October 21, 2007

Play about Cherokee hero

Outdoors:  Fall's great for trekking historic hiking hideawaysWhen harsh, shameful federal edicts from the administration of President Andrew Jackson directed the removal of the Cherokee tribe from their homeland, most took the westward route to Oklahoma known as the Trail of Tears. A rebellious remnant, led by a young brave named Tsali, chose to stay behind. His story is well known, thanks to the long-running outdoor drama, "Unto These Hills," performed through the summer months in Cherokee, N.C. Even though the historical realities are painted with a broad brush of romance, it's a fascinating tale.

Pursued by federal soldiers, Tsali and a few companions sought refuge in the remote, rocky fastnesses of Deep Creek (now in the heart of the Great Smoky Mountains National Park). No one knows exactly where they hid, although most authorities agree it was somewhere in the cliffs high up on Deep Creek's Left Fork.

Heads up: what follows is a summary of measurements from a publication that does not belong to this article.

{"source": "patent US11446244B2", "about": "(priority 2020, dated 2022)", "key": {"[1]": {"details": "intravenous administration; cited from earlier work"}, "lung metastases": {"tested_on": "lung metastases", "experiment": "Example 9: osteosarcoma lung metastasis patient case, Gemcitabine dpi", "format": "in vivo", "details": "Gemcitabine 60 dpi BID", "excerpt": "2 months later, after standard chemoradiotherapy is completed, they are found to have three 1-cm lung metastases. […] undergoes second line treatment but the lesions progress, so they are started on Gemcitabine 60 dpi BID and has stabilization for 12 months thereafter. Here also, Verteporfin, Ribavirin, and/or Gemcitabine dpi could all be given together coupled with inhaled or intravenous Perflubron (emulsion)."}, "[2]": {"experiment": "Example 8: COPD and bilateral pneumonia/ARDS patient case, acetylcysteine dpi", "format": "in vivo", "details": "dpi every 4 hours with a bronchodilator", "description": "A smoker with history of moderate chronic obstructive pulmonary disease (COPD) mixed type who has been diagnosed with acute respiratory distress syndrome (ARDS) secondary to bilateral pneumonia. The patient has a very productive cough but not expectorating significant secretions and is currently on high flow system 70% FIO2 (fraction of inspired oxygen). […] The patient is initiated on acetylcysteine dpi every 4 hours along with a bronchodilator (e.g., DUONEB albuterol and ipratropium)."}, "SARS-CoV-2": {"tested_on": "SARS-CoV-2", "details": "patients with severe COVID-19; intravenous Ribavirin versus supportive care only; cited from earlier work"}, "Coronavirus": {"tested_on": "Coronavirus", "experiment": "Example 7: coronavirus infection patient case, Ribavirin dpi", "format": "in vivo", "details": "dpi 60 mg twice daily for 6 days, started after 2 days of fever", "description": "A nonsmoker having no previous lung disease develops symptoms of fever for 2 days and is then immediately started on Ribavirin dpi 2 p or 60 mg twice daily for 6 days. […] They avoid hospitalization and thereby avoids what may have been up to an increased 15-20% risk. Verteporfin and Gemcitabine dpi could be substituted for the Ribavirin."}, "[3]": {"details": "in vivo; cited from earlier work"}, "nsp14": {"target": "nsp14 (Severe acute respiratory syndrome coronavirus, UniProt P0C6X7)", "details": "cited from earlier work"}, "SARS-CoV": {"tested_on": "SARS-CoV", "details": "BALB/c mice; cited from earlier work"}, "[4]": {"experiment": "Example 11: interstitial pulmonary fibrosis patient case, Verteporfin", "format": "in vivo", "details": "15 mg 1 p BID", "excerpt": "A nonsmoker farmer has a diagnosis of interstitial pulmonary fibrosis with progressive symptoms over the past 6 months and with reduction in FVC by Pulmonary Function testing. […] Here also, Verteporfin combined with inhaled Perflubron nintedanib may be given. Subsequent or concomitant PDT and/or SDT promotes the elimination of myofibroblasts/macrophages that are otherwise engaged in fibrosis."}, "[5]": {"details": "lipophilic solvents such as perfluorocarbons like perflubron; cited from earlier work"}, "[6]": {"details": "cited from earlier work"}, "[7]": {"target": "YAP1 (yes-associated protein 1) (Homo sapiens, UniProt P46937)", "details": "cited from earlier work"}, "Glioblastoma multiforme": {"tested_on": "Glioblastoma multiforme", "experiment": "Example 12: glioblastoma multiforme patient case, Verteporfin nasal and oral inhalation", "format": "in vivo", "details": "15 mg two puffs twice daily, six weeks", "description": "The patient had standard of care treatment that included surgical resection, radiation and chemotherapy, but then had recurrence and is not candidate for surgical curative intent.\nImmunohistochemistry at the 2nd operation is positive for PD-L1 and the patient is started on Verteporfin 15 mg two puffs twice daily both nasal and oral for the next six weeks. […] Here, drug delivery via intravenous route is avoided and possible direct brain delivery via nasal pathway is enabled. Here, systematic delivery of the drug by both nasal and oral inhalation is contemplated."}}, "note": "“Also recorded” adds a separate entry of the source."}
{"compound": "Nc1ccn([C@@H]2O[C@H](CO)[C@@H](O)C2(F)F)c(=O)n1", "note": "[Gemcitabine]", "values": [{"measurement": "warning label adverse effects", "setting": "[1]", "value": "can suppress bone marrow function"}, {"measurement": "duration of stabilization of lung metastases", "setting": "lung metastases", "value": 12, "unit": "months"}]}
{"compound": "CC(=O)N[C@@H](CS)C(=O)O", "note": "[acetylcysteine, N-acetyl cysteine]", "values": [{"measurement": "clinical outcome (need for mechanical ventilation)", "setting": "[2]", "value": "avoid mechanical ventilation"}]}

Wherever his precise hiding place may have been, Tsali eventually surrendered with the understanding that his life would be forfeited in return for the remaining Cherokees being allowed to stay in their traditional homeland. He was subsequently shot, as were his two sons and brother, on the banks of the Tuckaseigee River near Bryson City.

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